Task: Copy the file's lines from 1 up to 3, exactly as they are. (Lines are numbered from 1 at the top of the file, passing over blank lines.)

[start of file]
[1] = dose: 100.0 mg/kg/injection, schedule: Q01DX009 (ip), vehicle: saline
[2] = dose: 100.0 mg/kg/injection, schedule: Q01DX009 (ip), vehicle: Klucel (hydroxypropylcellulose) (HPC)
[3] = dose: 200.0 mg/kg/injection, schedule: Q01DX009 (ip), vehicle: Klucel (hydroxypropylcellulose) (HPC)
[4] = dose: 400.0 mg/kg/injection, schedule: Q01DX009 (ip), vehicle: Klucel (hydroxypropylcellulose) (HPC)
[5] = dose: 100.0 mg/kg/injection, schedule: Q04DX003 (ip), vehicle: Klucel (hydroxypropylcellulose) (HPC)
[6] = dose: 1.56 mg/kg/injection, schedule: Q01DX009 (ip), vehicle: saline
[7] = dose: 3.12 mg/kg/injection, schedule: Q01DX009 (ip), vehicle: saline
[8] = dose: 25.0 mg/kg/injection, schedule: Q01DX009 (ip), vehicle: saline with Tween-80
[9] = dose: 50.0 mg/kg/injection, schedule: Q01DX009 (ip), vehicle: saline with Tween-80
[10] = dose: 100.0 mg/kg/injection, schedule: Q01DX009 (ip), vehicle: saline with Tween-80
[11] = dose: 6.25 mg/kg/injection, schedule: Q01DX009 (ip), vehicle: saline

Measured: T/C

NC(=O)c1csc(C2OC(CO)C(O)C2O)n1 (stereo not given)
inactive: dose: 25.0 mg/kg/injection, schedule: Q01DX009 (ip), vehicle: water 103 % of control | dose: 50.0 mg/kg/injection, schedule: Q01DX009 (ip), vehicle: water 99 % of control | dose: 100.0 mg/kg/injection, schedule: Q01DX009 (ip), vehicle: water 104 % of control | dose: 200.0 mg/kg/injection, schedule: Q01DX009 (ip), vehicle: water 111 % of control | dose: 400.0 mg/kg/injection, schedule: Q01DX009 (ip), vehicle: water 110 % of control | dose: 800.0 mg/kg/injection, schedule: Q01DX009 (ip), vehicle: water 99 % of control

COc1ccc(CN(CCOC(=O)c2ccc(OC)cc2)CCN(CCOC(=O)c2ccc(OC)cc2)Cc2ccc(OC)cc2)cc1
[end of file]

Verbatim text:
[1] = dose: 100.0 mg/kg/injection, schedule: Q01DX009 (ip), vehicle: saline
[2] = dose: 100.0 mg/kg/injection, schedule: Q01DX009 (ip), vehicle: Klucel (hydroxypropylcellulose) (HPC)
[3] = dose: 200.0 mg/kg/injection, schedule: Q01DX009 (ip), vehicle: Klucel (hydroxypropylcellulose) (HPC)